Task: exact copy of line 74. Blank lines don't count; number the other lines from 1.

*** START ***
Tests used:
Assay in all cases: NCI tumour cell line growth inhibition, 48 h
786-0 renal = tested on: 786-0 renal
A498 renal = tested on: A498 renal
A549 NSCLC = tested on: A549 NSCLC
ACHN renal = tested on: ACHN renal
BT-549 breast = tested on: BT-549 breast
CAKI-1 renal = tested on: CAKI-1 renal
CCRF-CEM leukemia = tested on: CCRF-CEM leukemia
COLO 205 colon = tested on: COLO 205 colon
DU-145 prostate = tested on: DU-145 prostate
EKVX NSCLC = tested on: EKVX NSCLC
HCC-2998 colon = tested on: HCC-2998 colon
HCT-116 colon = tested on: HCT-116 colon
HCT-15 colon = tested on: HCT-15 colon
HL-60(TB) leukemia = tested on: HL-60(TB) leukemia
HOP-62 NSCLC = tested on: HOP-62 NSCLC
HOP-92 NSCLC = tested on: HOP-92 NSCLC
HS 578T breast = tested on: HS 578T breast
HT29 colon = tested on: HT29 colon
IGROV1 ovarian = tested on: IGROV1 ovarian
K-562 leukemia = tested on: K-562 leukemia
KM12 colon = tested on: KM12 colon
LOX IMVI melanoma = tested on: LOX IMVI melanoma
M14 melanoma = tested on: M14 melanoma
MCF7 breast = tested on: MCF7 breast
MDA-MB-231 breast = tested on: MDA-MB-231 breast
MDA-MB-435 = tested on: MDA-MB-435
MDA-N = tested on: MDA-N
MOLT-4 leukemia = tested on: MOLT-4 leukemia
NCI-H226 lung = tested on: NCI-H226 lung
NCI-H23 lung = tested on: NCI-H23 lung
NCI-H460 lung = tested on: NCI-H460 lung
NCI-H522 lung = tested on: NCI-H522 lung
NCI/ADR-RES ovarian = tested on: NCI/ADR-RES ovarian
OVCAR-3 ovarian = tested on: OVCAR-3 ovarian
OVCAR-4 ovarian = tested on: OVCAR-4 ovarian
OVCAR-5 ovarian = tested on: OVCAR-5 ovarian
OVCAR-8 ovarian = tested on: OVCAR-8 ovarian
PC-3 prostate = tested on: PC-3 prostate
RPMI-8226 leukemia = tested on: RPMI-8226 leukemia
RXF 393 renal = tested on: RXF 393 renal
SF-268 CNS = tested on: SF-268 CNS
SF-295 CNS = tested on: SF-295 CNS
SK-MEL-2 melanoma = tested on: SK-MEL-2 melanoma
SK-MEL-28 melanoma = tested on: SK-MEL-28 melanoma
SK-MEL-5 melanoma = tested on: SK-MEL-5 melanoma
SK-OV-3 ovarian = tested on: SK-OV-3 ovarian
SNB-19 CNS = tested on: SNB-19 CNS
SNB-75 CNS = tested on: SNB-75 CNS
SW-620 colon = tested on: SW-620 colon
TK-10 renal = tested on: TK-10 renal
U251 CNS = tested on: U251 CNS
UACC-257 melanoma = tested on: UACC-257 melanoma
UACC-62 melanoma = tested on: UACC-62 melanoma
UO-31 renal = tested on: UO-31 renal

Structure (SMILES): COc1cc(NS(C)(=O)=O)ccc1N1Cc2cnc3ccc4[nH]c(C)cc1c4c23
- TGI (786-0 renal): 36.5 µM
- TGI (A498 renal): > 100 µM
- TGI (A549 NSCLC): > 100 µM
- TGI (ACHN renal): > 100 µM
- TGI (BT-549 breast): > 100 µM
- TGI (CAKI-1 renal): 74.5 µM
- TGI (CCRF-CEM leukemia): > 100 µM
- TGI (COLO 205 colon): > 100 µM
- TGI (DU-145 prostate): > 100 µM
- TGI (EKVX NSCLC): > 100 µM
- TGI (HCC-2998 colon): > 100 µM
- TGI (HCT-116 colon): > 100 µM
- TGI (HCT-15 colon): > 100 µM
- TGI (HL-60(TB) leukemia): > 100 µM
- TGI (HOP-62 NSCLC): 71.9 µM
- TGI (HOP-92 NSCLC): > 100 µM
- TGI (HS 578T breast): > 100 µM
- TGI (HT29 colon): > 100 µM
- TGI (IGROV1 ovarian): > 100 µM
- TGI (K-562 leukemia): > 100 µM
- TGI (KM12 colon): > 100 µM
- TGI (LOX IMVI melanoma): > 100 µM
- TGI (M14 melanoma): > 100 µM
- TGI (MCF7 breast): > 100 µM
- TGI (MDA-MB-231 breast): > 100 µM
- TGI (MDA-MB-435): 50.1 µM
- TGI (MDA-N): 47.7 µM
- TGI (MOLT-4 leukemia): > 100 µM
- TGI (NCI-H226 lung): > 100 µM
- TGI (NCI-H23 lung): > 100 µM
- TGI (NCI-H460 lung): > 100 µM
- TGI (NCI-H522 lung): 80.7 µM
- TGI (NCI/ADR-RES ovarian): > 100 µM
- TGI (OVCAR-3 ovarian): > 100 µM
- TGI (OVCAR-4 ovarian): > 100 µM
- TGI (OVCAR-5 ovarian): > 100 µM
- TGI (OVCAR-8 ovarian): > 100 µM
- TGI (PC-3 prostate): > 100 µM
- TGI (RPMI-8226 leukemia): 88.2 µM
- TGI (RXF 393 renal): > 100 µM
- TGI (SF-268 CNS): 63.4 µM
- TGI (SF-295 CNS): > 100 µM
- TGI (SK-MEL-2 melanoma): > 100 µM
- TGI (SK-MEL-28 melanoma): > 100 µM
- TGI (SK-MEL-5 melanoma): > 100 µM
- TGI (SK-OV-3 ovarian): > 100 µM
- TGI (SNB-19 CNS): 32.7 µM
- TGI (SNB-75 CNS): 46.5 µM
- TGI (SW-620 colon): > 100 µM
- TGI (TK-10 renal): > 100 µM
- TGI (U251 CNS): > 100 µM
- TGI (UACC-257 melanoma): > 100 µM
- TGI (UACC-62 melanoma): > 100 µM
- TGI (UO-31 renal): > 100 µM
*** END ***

- TGI (HS 578T breast): > 100 µM